Stereotypes in M. Butterfly Essay

Stereotypes in M. Butterfly Essay

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The issue of cultural stereotypes and misconceptions thematically runs throughout David Henry Hwang’s play M. Butterfly. The play is inspired by a 1986 newspaper story about a former French diplomat and a Chinese opera singer, who turns out to be a spy and a man. Hwang used the newspaper story and deconstructed it into Madame Butterfly to help breakdown the stereotypes that are present between the East and the West. Hwang’s play overall breaks down the sexist and racist clichés that the East-West have against each other that reaffirm the Western male culture ideas. The stereotypes presented in the play revolve around the two main characters, Gallimard and Song. The play itself begins in the present with Gallimard, a French diplomat who has been incarcerated in a Beijing prison. He relives his fantasies for the past with his perfect woman and shares his experience with the readers throughout the remainder of the play. Upon Gallimard’s arrival in China, he attends the opera and meets Song, and Gallimard immediately describes Song as his “butterfly”. Gallimard falls in love with the “delicate Oriental woman” that Song portrays (22). He then buys into the Western male stereotype that Eastern women need protection by strong, masculine Western men. Gallimard ends up falling in love with Song and has an affair with her to fulfill the stereotypical idea of a dominant Western male controlling an Eastern woman. Throughout Gallimard’s relationship with Song, the readers discover that Song is in reality a male spy for the Chinese government. Song had manipulated his looks and actions to mirror those of the ideal Chinese woman in order to earn Gallimard’s affection. M. Butterfly’s main issue arises from the cultural stereotypes of the masculin...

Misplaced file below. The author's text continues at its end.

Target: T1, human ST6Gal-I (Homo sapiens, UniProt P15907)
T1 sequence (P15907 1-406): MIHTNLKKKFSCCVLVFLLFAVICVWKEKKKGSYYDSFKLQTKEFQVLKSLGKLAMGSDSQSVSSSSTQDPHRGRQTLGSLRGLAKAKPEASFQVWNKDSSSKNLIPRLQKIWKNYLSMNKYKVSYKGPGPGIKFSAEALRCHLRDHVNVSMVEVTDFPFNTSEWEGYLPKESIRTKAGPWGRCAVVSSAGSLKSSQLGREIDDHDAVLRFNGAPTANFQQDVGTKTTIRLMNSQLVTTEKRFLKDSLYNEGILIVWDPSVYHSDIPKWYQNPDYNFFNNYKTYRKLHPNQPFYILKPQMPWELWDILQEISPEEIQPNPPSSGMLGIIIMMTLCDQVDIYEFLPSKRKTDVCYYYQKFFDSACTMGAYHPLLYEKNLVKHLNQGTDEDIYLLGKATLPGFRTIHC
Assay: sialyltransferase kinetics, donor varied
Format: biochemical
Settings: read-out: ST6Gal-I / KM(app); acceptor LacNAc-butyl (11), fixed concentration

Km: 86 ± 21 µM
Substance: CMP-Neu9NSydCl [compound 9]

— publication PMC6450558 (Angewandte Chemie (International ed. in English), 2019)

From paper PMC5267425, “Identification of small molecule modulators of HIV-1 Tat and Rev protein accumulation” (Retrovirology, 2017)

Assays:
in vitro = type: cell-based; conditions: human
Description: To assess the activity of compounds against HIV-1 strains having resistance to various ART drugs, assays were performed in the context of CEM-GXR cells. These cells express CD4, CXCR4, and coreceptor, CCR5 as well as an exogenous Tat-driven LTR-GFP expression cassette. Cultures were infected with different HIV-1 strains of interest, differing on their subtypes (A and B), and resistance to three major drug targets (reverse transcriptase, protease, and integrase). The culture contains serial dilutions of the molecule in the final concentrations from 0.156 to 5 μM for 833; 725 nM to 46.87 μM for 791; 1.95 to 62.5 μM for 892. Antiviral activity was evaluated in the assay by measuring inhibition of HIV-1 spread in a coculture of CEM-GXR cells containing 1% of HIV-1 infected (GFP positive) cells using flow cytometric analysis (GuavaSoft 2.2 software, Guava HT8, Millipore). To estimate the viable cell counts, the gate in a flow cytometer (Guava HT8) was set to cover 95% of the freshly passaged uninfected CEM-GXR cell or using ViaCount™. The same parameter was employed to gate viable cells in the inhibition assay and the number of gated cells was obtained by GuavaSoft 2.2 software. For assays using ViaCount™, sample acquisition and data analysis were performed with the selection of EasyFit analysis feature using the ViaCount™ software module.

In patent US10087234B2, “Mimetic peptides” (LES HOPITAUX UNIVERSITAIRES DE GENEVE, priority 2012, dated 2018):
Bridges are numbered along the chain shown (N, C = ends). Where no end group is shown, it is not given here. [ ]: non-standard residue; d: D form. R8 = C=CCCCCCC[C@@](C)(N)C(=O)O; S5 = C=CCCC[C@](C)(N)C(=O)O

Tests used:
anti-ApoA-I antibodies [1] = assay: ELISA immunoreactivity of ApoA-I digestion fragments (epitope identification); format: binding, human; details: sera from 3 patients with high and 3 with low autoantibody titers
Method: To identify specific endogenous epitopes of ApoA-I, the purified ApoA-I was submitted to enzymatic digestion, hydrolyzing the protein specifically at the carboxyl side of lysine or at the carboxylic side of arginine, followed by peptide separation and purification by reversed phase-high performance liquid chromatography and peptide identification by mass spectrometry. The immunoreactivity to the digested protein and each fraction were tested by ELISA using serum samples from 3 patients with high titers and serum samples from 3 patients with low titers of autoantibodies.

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...the female and male gender across cultures. This role can cause problems when mistaking a male for a female much like Gallimard did in the play. Everyone from children, to the media, creates stereotypes. Stereotypes corrupt members of society, compelling them to view cultures and gender unfairly. Societies must eliminate the amount of stereotypes that are being distributed to various cultural around the world. Stereotypes are powerful, limiting, and discriminatory, and they prevent people from understanding other cultures fully. Without the demolition of stereotypical ideas, cultures that stereotype others will not see the differences between the stereotypical ideas and the real ideas of a culture.



Works Cited

Hwang, David Henry. M. Butterfly:"Afterword." New York City: Penguin, 1998. 94-100.
Hwang, David Henry. M. Butterfly. New York: Penguin Group, 1989.


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